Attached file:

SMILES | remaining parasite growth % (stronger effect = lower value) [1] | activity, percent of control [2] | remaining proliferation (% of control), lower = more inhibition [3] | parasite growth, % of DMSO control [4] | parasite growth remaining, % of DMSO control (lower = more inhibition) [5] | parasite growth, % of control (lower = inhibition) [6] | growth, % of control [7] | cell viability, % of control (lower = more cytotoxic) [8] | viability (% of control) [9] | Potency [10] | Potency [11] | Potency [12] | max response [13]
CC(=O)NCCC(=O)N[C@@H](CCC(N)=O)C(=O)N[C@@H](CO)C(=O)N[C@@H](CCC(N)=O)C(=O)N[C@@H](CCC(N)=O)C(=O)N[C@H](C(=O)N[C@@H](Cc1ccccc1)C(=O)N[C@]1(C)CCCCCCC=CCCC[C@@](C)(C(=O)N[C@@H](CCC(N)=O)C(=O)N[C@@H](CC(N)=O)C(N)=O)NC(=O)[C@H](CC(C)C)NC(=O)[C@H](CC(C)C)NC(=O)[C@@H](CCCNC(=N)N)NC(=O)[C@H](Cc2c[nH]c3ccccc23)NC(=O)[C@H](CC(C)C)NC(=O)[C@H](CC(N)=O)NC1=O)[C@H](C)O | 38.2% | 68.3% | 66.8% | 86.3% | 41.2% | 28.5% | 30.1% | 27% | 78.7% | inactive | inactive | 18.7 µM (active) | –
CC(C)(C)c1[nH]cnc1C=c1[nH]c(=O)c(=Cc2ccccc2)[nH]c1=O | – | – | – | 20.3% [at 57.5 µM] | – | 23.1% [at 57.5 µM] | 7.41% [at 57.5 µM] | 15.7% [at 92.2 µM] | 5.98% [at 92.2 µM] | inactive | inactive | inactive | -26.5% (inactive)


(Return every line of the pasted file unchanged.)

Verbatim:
SMILES | remaining parasite growth % (stronger effect = lower value) [1] | activity, percent of control [2] | remaining proliferation (% of control), lower = more inhibition [3] | parasite growth, % of DMSO control [4] | parasite growth remaining, % of DMSO control (lower = more inhibition) [5] | parasite growth, % of control (lower = inhibition) [6] | growth, % of control [7] | cell viability, % of control (lower = more cytotoxic) [8] | viability (% of control) [9] | Potency [10] | Potency [11] | Potency [12] | max response [13]
CC(=O)NCCC(=O)N[C@@H](CCC(N)=O)C(=O)N[C@@H](CO)C(=O)N[C@@H](CCC(N)=O)C(=O)N[C@@H](CCC(N)=O)C(=O)N[C@H](C(=O)N[C@@H](Cc1ccccc1)C(=O)N[C@]1(C)CCCCCCC=CCCC[C@@](C)(C(=O)N[C@@H](CCC(N)=O)C(=O)N[C@@H](CC(N)=O)C(N)=O)NC(=O)[C@H](CC(C)C)NC(=O)[C@H](CC(C)C)NC(=O)[C@@H](CCCNC(=N)N)NC(=O)[C@H](Cc2c[nH]c3ccccc23)NC(=O)[C@H](CC(C)C)NC(=O)[C@H](CC(N)=O)NC1=O)[C@H](C)O | 38.2% | 68.3% | 66.8% | 86.3% | 41.2% | 28.5% | 30.1% | 27% | 78.7% | inactive | inactive | 18.7 µM (active) | –
CC(C)(C)c1[nH]cnc1C=c1[nH]c(=O)c(=Cc2ccccc2)[nH]c1=O | – | – | – | 20.3% [at 57.5 µM] | – | 23.1% [at 57.5 µM] | 7.41% [at 57.5 µM] | 15.7% [at 92.2 µM] | 5.98% [at 92.2 µM] | inactive | inactive | inactive | -26.5% (inactive)